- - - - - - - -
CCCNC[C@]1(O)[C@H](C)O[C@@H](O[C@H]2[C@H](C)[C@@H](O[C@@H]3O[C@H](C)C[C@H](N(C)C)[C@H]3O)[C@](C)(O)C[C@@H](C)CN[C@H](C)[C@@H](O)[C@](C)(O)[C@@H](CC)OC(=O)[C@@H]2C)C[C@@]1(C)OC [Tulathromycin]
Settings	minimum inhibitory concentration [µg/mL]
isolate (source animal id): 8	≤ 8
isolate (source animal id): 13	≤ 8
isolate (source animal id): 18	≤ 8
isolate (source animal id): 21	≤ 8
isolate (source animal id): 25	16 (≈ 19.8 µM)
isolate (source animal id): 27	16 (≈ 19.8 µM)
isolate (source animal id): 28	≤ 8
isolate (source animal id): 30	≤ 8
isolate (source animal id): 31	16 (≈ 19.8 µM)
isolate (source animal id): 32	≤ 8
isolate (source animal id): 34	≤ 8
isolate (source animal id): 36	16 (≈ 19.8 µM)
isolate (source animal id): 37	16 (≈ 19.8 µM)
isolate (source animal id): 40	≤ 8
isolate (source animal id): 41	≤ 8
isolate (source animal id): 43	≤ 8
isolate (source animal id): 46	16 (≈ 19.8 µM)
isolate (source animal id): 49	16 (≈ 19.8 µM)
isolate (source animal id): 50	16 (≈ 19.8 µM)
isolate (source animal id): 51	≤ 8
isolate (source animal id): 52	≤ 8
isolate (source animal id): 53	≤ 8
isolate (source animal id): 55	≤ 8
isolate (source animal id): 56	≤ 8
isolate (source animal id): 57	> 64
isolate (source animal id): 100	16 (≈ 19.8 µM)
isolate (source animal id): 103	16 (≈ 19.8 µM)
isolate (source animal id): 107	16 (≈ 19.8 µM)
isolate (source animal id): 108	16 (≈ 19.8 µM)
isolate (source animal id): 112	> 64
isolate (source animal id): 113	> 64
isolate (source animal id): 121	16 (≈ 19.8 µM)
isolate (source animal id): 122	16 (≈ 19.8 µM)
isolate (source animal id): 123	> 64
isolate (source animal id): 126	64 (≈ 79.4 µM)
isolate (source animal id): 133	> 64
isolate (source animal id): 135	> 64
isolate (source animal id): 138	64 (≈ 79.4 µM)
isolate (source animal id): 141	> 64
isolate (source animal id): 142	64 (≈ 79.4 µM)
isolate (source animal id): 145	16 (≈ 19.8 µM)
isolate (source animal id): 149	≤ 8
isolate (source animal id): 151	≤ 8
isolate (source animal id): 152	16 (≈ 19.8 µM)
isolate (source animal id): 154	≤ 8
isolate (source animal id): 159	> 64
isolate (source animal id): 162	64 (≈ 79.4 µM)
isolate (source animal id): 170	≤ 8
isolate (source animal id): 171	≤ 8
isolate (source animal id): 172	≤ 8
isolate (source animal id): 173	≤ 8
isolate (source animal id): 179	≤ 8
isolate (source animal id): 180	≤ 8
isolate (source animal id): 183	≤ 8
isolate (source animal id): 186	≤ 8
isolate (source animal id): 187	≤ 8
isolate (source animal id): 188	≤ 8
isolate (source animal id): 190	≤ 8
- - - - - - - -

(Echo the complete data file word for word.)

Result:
CCCNC[C@]1(O)[C@H](C)O[C@@H](O[C@H]2[C@H](C)[C@@H](O[C@@H]3O[C@H](C)C[C@H](N(C)C)[C@H]3O)[C@](C)(O)C[C@@H](C)CN[C@H](C)[C@@H](O)[C@](C)(O)[C@@H](CC)OC(=O)[C@@H]2C)C[C@@]1(C)OC [Tulathromycin]
Settings	minimum inhibitory concentration [µg/mL]
isolate (source animal id): 8	≤ 8
isolate (source animal id): 13	≤ 8
isolate (source animal id): 18	≤ 8
isolate (source animal id): 21	≤ 8
isolate (source animal id): 25	16 (≈ 19.8 µM)
isolate (source animal id): 27	16 (≈ 19.8 µM)
isolate (source animal id): 28	≤ 8
isolate (source animal id): 30	≤ 8
isolate (source animal id): 31	16 (≈ 19.8 µM)
isolate (source animal id): 32	≤ 8
isolate (source animal id): 34	≤ 8
isolate (source animal id): 36	16 (≈ 19.8 µM)
isolate (source animal id): 37	16 (≈ 19.8 µM)
isolate (source animal id): 40	≤ 8
isolate (source animal id): 41	≤ 8
isolate (source animal id): 43	≤ 8
isolate (source animal id): 46	16 (≈ 19.8 µM)
isolate (source animal id): 49	16 (≈ 19.8 µM)
isolate (source animal id): 50	16 (≈ 19.8 µM)
isolate (source animal id): 51	≤ 8
isolate (source animal id): 52	≤ 8
isolate (source animal id): 53	≤ 8
isolate (source animal id): 55	≤ 8
isolate (source animal id): 56	≤ 8
isolate (source animal id): 57	> 64
isolate (source animal id): 100	16 (≈ 19.8 µM)
isolate (source animal id): 103	16 (≈ 19.8 µM)
isolate (source animal id): 107	16 (≈ 19.8 µM)
isolate (source animal id): 108	16 (≈ 19.8 µM)
isolate (source animal id): 112	> 64
isolate (source animal id): 113	> 64
isolate (source animal id): 121	16 (≈ 19.8 µM)
isolate (source animal id): 122	16 (≈ 19.8 µM)
isolate (source animal id): 123	> 64
isolate (source animal id): 126	64 (≈ 79.4 µM)
isolate (source animal id): 133	> 64
isolate (source animal id): 135	> 64
isolate (source animal id): 138	64 (≈ 79.4 µM)
isolate (source animal id): 141	> 64
isolate (source animal id): 142	64 (≈ 79.4 µM)
isolate (source animal id): 145	16 (≈ 19.8 µM)
isolate (source animal id): 149	≤ 8
isolate (source animal id): 151	≤ 8
isolate (source animal id): 152	16 (≈ 19.8 µM)
isolate (source animal id): 154	≤ 8
isolate (source animal id): 159	> 64
isolate (source animal id): 162	64 (≈ 79.4 µM)
isolate (source animal id): 170	≤ 8
isolate (source animal id): 171	≤ 8
isolate (source animal id): 172	≤ 8
isolate (source animal id): 173	≤ 8
isolate (source animal id): 179	≤ 8
isolate (source animal id): 180	≤ 8
isolate (source animal id): 183	≤ 8
isolate (source animal id): 186	≤ 8
isolate (source animal id): 187	≤ 8
isolate (source animal id): 188	≤ 8
isolate (source animal id): 190	≤ 8